Leon Thomas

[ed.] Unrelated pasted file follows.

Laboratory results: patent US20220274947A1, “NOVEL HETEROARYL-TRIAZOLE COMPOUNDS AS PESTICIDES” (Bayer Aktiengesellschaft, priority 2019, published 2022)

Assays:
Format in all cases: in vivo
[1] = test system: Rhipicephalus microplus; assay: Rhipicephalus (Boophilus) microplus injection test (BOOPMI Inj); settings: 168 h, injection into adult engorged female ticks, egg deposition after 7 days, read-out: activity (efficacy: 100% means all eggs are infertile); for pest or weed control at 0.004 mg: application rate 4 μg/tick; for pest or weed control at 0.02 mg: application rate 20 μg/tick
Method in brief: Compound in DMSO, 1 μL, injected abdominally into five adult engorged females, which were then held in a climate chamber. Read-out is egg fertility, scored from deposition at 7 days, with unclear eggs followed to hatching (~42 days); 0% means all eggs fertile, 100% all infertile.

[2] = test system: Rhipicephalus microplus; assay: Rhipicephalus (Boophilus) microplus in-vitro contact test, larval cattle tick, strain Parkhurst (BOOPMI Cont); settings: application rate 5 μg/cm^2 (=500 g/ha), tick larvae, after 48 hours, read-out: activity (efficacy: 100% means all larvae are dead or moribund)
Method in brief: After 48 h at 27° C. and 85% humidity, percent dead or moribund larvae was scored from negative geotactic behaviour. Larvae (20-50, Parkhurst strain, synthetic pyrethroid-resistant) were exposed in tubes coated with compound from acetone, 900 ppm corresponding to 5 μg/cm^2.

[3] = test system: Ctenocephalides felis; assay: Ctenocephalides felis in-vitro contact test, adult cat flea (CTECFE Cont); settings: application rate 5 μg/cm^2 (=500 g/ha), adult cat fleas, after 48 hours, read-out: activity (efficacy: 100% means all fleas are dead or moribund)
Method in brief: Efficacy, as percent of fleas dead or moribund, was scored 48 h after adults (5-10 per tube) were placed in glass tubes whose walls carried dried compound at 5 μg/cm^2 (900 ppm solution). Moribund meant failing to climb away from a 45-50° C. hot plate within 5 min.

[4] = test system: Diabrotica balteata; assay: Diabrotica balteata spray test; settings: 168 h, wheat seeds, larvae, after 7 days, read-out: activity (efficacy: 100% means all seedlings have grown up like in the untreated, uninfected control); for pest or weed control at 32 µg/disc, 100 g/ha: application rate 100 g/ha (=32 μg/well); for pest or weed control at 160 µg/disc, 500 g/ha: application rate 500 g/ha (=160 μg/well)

Leon Thomas, who changed his name from Leone to Leone in 1974, made his mark in 1969 singing “The Creator has a Master Plan” together with Pharoah. This performance proved that avant-garde jazz can still be popular in certain circumstances. Thomas, although a fairly standard singer, was known for his tendency to yodel in the middle of vocals, which James Moody occasionally used. Thomas studied music at Tennessee State University for two years. His early associates were Jimmy Forrest and Grant Green. In 1958, he moved to New York. He toured with an Apollo Theater show, and had two unrecorded stints (1961-1965) with Count Basie. He also performed with Randy Weston, Rahsaan Kirk Kirk, and later, Oliver Nelson. Thomas was on the brink of stardom after he recorded “The Creator has a Master Plan” under his own name in 1969. The better-known version is on Sanders’ Karma. His career fell apart and he remained an obscure figure. Leon Thomas was a leader and recorded for Flying Dutchman Blues Time, Mega, and the Italian Palcoscenico labels (in 1979 with Freddie Hubbard’s group); as a leader of a blues-oriented rock band for Portrait (1988); or for Mapleshade. He was also a sideman on many occasions, including with Carlos Santana (with whom he had worked in 1971) and a Louis Armstrong 1970 album. Thomas passed away from heart failure on May 8, 1999.

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